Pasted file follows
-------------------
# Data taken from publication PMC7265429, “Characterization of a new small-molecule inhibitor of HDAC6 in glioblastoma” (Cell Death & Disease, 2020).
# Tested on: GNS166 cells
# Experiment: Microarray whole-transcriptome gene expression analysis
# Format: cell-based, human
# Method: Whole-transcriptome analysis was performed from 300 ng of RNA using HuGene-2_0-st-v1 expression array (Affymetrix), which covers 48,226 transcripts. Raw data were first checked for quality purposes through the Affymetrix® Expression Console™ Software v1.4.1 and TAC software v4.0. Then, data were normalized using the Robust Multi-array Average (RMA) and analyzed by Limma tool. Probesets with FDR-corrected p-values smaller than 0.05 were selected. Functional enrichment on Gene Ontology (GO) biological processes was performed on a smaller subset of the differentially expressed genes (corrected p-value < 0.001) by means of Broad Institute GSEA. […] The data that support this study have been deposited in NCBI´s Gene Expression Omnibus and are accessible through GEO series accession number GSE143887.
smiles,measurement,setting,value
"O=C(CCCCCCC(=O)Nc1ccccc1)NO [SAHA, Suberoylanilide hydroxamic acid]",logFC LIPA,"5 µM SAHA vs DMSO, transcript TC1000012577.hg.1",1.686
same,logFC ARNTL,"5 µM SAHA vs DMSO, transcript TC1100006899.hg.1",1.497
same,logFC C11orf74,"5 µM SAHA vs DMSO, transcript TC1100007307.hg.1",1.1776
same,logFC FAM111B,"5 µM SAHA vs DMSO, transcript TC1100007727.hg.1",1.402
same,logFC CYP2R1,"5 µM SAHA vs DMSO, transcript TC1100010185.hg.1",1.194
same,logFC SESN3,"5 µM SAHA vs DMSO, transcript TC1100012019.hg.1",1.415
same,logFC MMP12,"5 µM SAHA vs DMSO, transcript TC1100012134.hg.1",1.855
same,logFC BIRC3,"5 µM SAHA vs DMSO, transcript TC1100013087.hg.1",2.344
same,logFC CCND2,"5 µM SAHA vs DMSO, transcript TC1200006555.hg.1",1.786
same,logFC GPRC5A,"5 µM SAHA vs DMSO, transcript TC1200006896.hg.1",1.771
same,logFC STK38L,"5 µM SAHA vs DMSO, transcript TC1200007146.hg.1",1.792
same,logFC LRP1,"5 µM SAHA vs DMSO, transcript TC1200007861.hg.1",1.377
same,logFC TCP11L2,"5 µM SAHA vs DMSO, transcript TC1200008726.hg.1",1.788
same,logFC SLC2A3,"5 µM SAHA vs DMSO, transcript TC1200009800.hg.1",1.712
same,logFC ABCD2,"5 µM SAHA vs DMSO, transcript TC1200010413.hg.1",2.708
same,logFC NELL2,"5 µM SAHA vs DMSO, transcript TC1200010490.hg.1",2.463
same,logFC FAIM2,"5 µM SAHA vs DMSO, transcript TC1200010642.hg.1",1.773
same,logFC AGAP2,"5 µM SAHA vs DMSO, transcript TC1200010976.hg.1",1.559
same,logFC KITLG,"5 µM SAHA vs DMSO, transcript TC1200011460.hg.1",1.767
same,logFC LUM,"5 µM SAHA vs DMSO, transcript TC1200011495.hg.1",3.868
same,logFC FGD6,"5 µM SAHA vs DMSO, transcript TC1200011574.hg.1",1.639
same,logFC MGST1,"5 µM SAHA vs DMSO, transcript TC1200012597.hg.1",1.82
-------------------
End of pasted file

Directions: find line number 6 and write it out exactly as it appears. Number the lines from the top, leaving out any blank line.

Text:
smiles,measurement,setting,value